Dublin’s unbeaten run is no bolt from the blue
Capital gains based on great groundwork and true self belief in Jim Gavin's camp
Dublin players go through their warm-up routine before the league match against Mayo at MacHale Park. Photograph: Donall Farmer/Inpho.
It would be misleading to describe this as a “streak”. The term is too flashy and volatile and to capture what has been a gold-standard two years of unbeatable accomplishment in league and championship by Dublin.
The funny thing is that the opening game against Tyrone, on March 7th, 2015, a brain-tease defined by claustrophobic defence from the Ulster men and ceaseless patience from the Dubs, provoked a chorus of despair. Football is finished! The end is nigh! Etcetera. Etcetera.
Nigh? The end was only beginning.
That night, it’s a fair bet that the Dublin management was just pleased to attain a positive result. The Dubs were, undeniably, a terrifically potent team that evening and were favourites to win that year’s All-Ireland. But the fact was Kerry were All-Ireland champions. And Kerry had just beaten Dublin the week before in a caustic encounter down in Tralee, a match contested with a bitter, keen edge which had little to do with the Allianz League points on offer.
Twelve cards were issued: of those one red, five yellow and two black were presented to Dublin men. That day created the illusion Kerry had somehow wrestled back supremacy in the ongoing tug-of-love/hate which defines the football tradition of both counties.
Dublin’s stunning All-Ireland semi-final defeat against Donegal the previous August carried live consequences through to the 2015 season. It asked so many questions. How would Dublin respond? Would they change their approach? Could they change? After three games in the 2015 league, their record was: LWL (Cork, Donegal, Kerry). It is worth going back to that opening afternoon in Parc Uí Rinn, which Cork won on a score of 1-15 to 0-16.
“The first thing I remember is that it was the first day of the league,” says Brian Cuthbert, the Cork manager then. “Dublin had been beaten by Donegal the previous August and we had finished up against Mayo in the quarter-finals and we had a lot of work done. I’d have felt that they came to try out a few players.
“We were neck and neck for a long time and then we got a goal that kind of pushed it over us over the line. It was a good enough performance by Cork but we were targeting our home games because we had four away games up North. We really had to go after our home games and we had a lot of work done over the winter. And in the last 10 or 12 minutes we had a bit more in the tank and were able to push on a bit and we were able to get over the line a bit.
“Dublin came minus a lot of their players too. If you look back, if they had eight or nine of their regulars that would have been it.”
Cuthbert is being beyond fair here: his Cork team were young that day also. In the Dubs starting 15 was Rory O’Carroll at full back, a half-back line of Jack McCaffrey, John Small and Jonny Cooper and a full-forward line of Kevin McManamon, Eoghan O’Gara and Cormac Costello.
And perhaps the most interesting detail of the team-sheet for that day revolves around the substitution of Brian Fenton for Denis Bastick. It formed a pattern over the coming months, with Gavin sending the rangy young Raheny man – who opted for football over swimming in his late teens – into games during the shift-changing late second-half chaos when it is easy to fly under the radar.
“I remember him coming on. But I had only seen him with UCD. That year he broke onto the UCD senior team and I had seen him playing against UCC in the higher ed league,” says Cuthbert now.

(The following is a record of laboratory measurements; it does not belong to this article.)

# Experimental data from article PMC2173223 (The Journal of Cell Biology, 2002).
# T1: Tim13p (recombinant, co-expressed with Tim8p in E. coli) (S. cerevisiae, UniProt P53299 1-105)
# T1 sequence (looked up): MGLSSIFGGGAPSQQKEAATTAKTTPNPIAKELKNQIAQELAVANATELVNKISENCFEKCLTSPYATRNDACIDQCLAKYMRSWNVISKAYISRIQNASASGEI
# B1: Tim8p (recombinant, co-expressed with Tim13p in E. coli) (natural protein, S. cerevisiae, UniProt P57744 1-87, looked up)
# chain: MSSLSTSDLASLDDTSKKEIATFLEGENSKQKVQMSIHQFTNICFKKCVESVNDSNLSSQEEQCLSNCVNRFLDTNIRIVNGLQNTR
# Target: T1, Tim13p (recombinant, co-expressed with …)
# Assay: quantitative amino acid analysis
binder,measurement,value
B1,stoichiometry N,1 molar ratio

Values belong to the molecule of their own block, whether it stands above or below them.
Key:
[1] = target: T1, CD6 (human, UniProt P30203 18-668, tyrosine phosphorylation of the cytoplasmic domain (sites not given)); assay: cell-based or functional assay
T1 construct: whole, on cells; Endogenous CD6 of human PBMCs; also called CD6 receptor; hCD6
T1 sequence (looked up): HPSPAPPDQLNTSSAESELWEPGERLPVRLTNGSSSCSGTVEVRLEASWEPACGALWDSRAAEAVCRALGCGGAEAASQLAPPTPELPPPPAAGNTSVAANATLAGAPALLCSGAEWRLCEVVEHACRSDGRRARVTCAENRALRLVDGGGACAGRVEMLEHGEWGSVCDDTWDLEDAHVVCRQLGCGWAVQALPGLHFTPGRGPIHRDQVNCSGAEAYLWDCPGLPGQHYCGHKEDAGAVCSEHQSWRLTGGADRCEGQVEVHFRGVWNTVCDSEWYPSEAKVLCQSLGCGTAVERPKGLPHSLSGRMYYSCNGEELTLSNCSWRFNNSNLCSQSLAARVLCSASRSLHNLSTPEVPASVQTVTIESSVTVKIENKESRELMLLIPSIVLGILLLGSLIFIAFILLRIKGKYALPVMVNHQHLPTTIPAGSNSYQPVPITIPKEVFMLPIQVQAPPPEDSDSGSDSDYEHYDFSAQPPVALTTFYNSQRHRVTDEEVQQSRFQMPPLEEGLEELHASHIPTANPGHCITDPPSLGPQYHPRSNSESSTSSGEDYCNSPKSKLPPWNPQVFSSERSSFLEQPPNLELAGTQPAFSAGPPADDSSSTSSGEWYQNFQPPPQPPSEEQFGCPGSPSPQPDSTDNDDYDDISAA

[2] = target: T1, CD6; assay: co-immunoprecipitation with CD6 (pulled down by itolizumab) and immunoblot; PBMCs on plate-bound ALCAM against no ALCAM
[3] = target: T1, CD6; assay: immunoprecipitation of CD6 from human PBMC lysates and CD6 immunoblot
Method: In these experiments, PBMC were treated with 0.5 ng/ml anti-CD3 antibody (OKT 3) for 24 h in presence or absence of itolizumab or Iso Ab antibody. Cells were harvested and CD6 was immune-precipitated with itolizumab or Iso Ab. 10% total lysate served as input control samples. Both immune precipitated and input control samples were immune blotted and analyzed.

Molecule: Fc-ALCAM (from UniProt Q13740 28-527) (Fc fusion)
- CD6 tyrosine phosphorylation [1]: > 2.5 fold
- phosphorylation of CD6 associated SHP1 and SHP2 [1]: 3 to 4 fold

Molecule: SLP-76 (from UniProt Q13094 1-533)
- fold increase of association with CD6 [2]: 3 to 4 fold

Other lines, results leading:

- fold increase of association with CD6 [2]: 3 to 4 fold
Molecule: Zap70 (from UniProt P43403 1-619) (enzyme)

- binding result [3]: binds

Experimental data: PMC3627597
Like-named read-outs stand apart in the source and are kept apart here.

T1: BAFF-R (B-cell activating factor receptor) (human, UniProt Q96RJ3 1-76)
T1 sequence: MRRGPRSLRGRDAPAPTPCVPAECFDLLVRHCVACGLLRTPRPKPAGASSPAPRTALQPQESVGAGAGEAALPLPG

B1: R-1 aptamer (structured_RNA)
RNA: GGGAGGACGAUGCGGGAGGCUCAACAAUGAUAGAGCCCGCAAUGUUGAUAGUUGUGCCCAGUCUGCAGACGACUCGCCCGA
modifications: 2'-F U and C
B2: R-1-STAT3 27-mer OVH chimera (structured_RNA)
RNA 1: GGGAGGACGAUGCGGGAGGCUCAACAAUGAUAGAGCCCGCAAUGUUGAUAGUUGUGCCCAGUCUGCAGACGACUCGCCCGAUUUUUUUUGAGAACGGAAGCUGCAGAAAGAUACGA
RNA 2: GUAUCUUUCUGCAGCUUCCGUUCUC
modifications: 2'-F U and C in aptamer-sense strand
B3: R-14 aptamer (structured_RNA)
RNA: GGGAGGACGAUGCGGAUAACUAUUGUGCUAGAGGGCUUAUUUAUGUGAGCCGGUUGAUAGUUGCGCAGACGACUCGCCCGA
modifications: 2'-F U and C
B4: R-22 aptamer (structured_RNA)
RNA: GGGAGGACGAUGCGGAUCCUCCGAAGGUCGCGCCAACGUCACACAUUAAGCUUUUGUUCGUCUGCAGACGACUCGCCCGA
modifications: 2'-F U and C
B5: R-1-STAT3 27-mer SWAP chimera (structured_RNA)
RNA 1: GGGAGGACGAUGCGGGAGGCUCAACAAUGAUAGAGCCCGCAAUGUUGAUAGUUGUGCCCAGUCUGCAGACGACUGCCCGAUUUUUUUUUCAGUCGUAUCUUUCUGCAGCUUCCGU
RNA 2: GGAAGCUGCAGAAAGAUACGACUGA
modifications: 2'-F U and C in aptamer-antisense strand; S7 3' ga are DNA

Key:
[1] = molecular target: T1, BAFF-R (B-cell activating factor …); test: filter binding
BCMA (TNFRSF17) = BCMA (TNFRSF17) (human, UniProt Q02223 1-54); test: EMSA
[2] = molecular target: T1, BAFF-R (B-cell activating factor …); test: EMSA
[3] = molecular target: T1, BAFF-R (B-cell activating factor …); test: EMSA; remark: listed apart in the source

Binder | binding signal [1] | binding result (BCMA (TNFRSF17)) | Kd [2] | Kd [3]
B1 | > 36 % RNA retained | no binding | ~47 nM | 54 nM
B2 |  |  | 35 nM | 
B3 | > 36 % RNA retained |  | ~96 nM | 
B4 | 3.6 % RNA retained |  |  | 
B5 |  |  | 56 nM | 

Fenton was introduced against Kerry too, after 57 minutes for Tomás Brady. There was little sign that night, either, of the radical impact he would make as the season deepened: earning a starting place over the championship and finishing as man of the match against Kerry in the All-Ireland final, collecting his first All-Star and nominated for Footballer of the Year in 2016.
Fenton returns to Kerry this evening in what must be a unique position for any GAA player, never having started a game which Dublin has lost. And his emergence as a player around whom the next decade of Dublin championship teams can be built has, apart from the silverware, been the most satisfying element of these two years for Dublin football as an entity.
If Fenton has been the key find for Dublin over this two-year run, then the subtle reconfiguration of Dublin’s defensive cover has provided them with the engine.
The first sign of what Dublin’s transformation came on a starry Saturday night in Castlebar, when they destroyed Mayo by 2-18 to 0-10. Only the league and all that but there was a turbo quality to Dublin’s attack – the score was 2-10 to 0-6 at half-time which reduced Castlebar, usually a boisterous venue, to silent acceptance.
“It was a complete reality check for us,” Lee Keegan said leaving the pitch that night. “They looked sharper and hungrier for the ball. A lot of our guys just didn’t get out of second gear tonight and you could see it. There were just sharper and hungrier. I am bitterly disappointed.”
By then, Stephen Cluxton – a significant absence for the matches against Cork and Kerry – was back between the posts and Cian O’Sullivan named at centre back, presaging his role as sweeper which helped to ensure that Dublin’s defence would not be swamped by the kind of marauding attack that unseated them in 2014.
No team has scored three goals against Dublin in league or championship since that Donegal game in August 2014. Only Cork (twice), Fermanagh, Laois, Kerry and Donegal have scored two goals in games against Dublin.
Even as they went about chalking up the wins, they erased the cavalier see-if-you-can-outscore-us mentality of 2013 and 2014. They still had the firepower but were developing a miserly attitude in front of their own posts.
Easter Sunday of 2015 saw them up in Clones to face a Monaghan team that were up for it. By then Eoghan O’Gara had been ruled out for the season with an Achilles injury.
It was a significant loss: he remains Dublin’s only traditional big-ball winning full forward. But Dublin kept on motoring, posting 1-22 for the enjoyment of the locals that afternoon in a show which underlined Gavin’s consistent line that his teams would play the game according to the city tradition. At one stage they led by 1-18 to 0-6 and slung over 0-13 from play with no wide shots in the second half.